A whole lot! First of all, this is not a general message of the Book of Mormon, and one must stretch its contents mightily to be able to say that. Rather than general declarations of truth for all the world, the two instances where changes to skin color occurred (children of Laman becoming darker, and converted Lamanites prior to Christ’s coming becoming lighter) are a passing subtext for the much larger, deeper, and more pervasive message: that every one of us, “male and female, old and young, black and white” have the same, critical choice facing us: namely, how we respond to Jesus and his teachings. Everything depends on that. The book declares that those who trust the Lamb of God enough to follow Him – turning away from other kinds of attractive pathways – will move on a different trajectory of development than those who do not.
The importance of that distinction, between followers and skeptics, believers and non-believers, has always been at the core Christian message to the world, as it is to the Book of Mormon itself. If there’s a message about inferiority this sacred canon proclaims, it’s about the inferior trajectory of those who choose a life betraying God, which “never was happiness.”
None of this is to deny that those differences in skin tone mattered to these ancient peoples, as they’ve mattered throughout human history to most cultures. With a few beautiful exceptions, heated ethnic differences have always been real and raw throughout even sacred history – with these distinctions held as important for a variety of reasons. (In one instance, dissenters from the people of God chose to mark themselves outwardly in a new way to distinguish themselves, since their skin color would not).
Nor does this suggest people should have no curiosity or concern about these references in question. As Russell Stevenson has pointed out, just the fact a text we hold to be inspired references a “skin of blackness” can be difficult to come across for those with more pigment in the skin.
Yet, as those few verses that get so much attention make clear, whatever differences in skin color came to exist were, at the time, only a superficial marker of these deeper, more consequential differences – arguably changing and evolving precisely because they were far more transient compared with the deeper reality beneath them, and the enduring question they point to: Will you follow Christ, trust Him, and will you “let God prevail in your life?” as President Russell Nelson has recently declared?
That’s the core question around which everything else in the Book of Mormon hinges, and not in a way that linearly, cleanly correlates to black and white skin.
A skin color/righteousness correlation? Although light-skin Nephites were described as more obedient earlier on, later in the book, it was the dark-skinned Anti-Nephi-Lehies who set the example for the light-skinned Nephites by burying their weapons of war. And later, it was the Lamanites who reached out to the wicked Nephites to urge them to repent and follow God.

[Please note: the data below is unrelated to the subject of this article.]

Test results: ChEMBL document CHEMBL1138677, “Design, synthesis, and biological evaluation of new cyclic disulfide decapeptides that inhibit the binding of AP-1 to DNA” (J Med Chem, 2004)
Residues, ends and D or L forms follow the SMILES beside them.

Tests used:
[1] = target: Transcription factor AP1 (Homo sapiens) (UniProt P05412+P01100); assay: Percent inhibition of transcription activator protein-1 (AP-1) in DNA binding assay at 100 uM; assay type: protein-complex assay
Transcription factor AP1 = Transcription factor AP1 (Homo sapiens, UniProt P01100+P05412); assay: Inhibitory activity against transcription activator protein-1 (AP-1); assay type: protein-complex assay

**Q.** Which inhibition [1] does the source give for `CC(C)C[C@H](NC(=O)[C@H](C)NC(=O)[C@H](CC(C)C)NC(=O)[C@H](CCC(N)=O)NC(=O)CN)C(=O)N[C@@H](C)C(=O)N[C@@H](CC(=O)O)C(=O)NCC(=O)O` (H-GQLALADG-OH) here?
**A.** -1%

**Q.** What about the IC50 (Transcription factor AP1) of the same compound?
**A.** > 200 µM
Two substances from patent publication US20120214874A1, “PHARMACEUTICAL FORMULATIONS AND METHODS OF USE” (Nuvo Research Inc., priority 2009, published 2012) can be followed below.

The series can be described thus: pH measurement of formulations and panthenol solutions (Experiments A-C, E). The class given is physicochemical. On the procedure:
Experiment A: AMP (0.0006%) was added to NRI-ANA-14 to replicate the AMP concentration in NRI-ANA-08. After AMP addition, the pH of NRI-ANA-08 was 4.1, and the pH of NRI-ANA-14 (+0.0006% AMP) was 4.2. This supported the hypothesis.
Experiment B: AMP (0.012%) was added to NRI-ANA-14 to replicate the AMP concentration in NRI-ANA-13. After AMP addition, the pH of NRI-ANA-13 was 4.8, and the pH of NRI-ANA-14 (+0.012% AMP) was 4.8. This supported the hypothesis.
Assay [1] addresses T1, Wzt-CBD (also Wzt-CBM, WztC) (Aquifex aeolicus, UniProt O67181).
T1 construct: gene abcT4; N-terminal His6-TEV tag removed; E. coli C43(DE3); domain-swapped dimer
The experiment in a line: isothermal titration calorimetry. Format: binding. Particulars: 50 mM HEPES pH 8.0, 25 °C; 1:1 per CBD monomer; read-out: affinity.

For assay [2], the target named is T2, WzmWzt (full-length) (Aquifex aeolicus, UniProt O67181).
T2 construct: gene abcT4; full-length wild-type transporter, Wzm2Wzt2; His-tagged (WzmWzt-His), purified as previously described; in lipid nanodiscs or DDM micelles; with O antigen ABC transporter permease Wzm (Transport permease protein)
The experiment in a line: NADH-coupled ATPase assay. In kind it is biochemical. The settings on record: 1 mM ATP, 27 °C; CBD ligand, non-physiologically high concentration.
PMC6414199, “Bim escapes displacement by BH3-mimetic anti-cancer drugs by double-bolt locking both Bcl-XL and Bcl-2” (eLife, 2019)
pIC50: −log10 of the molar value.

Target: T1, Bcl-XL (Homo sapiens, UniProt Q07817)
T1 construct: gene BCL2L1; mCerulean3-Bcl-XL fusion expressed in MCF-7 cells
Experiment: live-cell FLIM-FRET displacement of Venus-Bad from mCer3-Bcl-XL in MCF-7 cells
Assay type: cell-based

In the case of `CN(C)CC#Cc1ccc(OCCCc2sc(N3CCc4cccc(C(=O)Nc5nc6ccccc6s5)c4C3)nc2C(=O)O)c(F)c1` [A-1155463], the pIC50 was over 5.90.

And, of course, in the end the only survivors in the Book of Mormon – across two separated civilizations – were the dark skinned people, and not by chance. As the Prophet Jacob had warned (and predicted), this took place, at least in part, because the Lamanite people had followed God more in how they cared for and loved their precious family members. Although all people at the end of the record were wicked, the text suggests the earlier fidelity that Lamanites showed to core Christian principles contributed to their preservation – and that the destruction of the lighter skinned people came because they ultimately turned against God and each other in hatred and animosity.
Does that make the book an indictment against whiteness? No more than it can be read as an indictment against blackness. As in our day, it’s not racial animosities alone that set people against each other; it’s a conflict between good and evil (with “racism/ethno-centrism” as one of the constitutive members of “evil”).
In the same way, it’s not racial reconciliation alone that united these ancient people; it was a reconciliation with God himself – especially when Christ Himself came to visit the people. In all of history there are few instances of a more profound transformation in overcoming racism as that experienced by these two nations during that event. It’s great reading for everyone (see 3 Nephi 11-27). It’s not racial reconciliation alone that united these ancient people; it was a reconciliation with God himself.
It’s not racial reconciliation alone that united these ancient people; it was a reconciliation with God himself.
Yet prior to this defining moment – and afterwards – the people continued to live separated throughout their history, often across ethnic lines. In the single instance where the book shines a light on animosity specific to skin color, the Prophet Jacob condemns it directly and vigorously: